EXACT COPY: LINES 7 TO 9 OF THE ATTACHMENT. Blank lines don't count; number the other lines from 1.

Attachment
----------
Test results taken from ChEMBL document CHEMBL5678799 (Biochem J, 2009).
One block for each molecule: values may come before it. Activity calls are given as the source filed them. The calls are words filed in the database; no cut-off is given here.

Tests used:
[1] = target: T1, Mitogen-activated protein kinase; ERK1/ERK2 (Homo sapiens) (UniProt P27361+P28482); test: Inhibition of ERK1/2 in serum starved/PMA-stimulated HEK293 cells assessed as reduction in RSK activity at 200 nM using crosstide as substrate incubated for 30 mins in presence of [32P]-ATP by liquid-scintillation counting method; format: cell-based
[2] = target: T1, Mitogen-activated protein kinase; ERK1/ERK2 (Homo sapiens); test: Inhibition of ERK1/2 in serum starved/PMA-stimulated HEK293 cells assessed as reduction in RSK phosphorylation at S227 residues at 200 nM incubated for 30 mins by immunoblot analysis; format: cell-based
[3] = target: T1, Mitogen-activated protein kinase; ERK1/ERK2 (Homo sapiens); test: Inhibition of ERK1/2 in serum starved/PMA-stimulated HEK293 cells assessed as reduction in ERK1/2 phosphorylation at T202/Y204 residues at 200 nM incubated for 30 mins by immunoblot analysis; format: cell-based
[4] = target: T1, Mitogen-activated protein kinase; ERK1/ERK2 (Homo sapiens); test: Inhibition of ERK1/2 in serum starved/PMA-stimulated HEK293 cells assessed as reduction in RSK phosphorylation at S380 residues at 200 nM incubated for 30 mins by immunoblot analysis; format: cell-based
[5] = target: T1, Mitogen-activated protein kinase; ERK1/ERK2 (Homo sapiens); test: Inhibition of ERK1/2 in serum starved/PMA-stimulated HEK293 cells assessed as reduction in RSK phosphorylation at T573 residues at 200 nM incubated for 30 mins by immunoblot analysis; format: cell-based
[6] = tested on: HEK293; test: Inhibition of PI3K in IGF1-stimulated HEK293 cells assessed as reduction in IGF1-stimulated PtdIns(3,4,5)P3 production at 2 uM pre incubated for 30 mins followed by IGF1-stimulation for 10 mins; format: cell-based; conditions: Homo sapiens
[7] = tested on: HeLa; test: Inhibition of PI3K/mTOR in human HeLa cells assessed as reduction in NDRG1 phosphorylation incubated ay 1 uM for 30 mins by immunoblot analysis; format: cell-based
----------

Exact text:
[4] = target: T1, Mitogen-activated protein kinase; ERK1/ERK2 (Homo sapiens); test: Inhibition of ERK1/2 in serum starved/PMA-stimulated HEK293 cells assessed as reduction in RSK phosphorylation at S380 residues at 200 nM incubated for 30 mins by immunoblot analysis; format: cell-based
[5] = target: T1, Mitogen-activated protein kinase; ERK1/ERK2 (Homo sapiens); test: Inhibition of ERK1/2 in serum starved/PMA-stimulated HEK293 cells assessed as reduction in RSK phosphorylation at T573 residues at 200 nM incubated for 30 mins by immunoblot analysis; format: cell-based
[6] = tested on: HEK293; test: Inhibition of PI3K in IGF1-stimulated HEK293 cells assessed as reduction in IGF1-stimulated PtdIns(3,4,5)P3 production at 2 uM pre incubated for 30 mins followed by IGF1-stimulation for 10 mins; format: cell-based; conditions: Homo sapiens